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I am working on a project which needs to insert the member birthday's into MySQL database. But i am confused. Actually i am using it like that:


So i change the format e.g. "27/06/1960" to unix time using PHP and use the function date() to show the birthday. Is there any better solution? and is there any good resource you recommend to read about "DATE, DATETIME, TIMESTAMP"?


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Thanks guys, i am going to start reading about DATETIME since it's being used in the big projects. –  MoeAmine Dec 13 '09 at 14:16
feel free to accept the answer which answers your question and upvote those that you found "Brilliant" :) –  cherouvim Dec 13 '09 at 15:25
@cherouvim Yeah sure thing. I accepted it but i can't upvote it - "Vote Up requires 15 reputation" –  MoeAmine Dec 14 '09 at 4:29

4 Answers 4

up vote 1 down vote accepted

The fastest way to find out when somebody birthday is would be to use 2 or 3 seperate INT columns and probably an addition column to store the whole thing as a DATETIME. While you don't normally use ints nor multiple columns to represent date, keep in mind if you have a lot of rows in this table, doing something like

SELECT * FROM people WHERE birthday LIKE '%-12-24';

is not very efficient. It works fine in smaller datasets but because very slow if we start getting into tens of thousands or more (depends on your hardware). Sometimes you need to store data in unusual ways to keep your system efficient, the tiny amount of HD space you waste by having up to 4 sets of date columns (month, day, year, and store the whole thing as a datestamp) pays off in speed.

By doing this you can simply do:

SELECT * FROM people WHERE birth_month=12 AND birth_day=24
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Brilliant Comment! Thanks. I was using it last year but i thought it's not professional but after reading your explanation i will think about it seriously. –  MoeAmine Dec 13 '09 at 15:02

I'd start with the DATETIME manual page for your database. In general, if a database has a specific column type designed for exactly the type of data you plan to store in that column, it's often a good idea to use it. Not only does it make it clearer exactly what is stored in the column, but it also potentially allows you to write more powerful queries, and let the DB engine optimize those for you.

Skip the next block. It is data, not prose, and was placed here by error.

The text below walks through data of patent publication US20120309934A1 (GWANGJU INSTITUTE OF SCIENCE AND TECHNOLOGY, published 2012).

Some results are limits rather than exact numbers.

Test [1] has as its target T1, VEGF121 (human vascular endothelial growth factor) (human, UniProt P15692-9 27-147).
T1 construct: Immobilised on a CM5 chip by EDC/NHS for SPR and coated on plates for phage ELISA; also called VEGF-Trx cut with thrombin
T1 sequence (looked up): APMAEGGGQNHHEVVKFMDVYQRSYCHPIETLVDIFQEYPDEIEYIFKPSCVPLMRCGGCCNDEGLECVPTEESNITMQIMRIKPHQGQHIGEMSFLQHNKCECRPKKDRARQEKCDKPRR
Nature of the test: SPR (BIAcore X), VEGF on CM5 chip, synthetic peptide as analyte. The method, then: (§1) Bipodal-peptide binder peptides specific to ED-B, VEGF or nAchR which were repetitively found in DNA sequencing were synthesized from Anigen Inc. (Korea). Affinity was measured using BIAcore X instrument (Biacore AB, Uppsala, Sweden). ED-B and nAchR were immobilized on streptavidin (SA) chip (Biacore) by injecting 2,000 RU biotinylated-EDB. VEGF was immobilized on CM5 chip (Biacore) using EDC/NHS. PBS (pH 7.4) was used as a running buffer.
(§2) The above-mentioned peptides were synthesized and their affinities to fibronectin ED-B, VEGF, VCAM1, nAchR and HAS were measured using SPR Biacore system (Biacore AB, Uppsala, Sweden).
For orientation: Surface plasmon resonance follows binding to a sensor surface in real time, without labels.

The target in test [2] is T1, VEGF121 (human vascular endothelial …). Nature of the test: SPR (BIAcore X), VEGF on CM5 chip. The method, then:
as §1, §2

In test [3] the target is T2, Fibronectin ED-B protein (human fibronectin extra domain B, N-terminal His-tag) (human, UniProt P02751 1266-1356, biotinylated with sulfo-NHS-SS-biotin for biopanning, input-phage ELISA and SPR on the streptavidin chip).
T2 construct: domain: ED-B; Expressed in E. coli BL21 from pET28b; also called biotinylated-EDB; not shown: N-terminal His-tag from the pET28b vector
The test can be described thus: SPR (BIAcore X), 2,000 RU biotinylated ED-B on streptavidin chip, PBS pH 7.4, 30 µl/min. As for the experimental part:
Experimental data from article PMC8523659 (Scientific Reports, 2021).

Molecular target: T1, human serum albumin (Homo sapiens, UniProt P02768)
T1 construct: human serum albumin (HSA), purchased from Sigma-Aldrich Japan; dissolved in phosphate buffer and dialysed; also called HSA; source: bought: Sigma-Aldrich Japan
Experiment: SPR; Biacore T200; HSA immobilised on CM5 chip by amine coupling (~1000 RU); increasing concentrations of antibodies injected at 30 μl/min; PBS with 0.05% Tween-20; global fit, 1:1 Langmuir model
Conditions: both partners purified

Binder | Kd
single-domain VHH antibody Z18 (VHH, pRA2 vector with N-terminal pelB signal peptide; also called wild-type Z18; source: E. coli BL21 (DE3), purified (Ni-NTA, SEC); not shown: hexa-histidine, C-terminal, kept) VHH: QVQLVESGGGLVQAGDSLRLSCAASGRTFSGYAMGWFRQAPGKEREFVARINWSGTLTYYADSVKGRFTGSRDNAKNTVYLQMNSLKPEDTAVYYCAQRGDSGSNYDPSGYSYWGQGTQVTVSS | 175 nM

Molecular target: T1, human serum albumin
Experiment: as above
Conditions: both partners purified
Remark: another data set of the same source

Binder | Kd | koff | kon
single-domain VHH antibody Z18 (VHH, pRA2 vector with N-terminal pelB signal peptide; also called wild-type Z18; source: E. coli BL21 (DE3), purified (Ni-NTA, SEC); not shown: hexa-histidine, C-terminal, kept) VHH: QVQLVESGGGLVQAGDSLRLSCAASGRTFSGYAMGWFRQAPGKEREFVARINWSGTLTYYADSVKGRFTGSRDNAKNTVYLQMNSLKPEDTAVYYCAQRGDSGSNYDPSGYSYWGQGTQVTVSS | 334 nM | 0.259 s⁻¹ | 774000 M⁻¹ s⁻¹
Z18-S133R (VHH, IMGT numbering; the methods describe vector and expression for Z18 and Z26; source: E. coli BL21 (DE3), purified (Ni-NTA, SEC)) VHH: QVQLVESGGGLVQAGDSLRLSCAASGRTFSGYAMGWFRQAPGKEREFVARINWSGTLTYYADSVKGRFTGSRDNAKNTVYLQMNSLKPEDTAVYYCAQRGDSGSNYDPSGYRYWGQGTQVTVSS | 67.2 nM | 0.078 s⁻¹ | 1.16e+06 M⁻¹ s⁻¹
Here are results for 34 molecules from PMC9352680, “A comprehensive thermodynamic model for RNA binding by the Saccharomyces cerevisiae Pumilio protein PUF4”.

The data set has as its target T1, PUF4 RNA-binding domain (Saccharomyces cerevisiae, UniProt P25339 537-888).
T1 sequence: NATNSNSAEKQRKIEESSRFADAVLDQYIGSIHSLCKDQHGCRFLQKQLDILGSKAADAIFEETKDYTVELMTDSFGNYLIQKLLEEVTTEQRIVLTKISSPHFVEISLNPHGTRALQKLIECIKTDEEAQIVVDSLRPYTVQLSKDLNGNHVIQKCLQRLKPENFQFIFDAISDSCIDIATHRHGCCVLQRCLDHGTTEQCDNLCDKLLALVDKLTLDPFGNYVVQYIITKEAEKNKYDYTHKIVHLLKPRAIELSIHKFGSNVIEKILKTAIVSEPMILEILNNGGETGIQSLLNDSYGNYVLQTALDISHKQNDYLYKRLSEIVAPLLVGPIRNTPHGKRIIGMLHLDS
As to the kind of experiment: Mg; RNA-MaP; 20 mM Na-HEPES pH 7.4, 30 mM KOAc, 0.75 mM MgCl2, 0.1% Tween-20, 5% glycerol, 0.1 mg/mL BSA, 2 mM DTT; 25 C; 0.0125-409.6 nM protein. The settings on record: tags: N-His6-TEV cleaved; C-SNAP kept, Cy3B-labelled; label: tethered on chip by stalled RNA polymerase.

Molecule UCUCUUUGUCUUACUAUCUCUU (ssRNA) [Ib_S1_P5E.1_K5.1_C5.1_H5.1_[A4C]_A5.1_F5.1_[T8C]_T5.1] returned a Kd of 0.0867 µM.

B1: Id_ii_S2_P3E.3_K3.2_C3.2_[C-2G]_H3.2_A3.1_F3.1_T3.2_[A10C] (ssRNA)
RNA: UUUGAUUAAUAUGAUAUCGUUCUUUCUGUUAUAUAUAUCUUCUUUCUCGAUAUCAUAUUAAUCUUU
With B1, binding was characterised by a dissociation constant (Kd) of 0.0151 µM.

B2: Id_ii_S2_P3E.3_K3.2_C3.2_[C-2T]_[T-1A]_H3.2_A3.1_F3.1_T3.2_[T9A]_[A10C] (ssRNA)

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Use a DATE column. MySQL expects input as "YYYY-MM-DD" and outputs values like that.

A date that was not (yet) provided by user may be encoded as a NULL column. Though you may not need the extra bit that the "NULL" requires, you may even write the special value "0000-00-00" for that.

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There is no right and no wrong decision. There is only one way you like the most, and this is the right decision.

I really can say, it does not matter how design your database and code, as long as you follow your own design. So if you use a special date pattern, than use it through the code, so you won't struggle with thousands of converts.

E.g. HTML form pattern: DD/MM/YYYY

PHP pattern (exlpode('/',$date)): DD:MM:YYYY

DB pattern: DD-MM-YYYY

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How you store the data can have a huge impact on performance of the database, I wouldn't agree that there is no right and wrong decision. In this case @Dav has the right answer –  Paul Dec 13 '09 at 13:38

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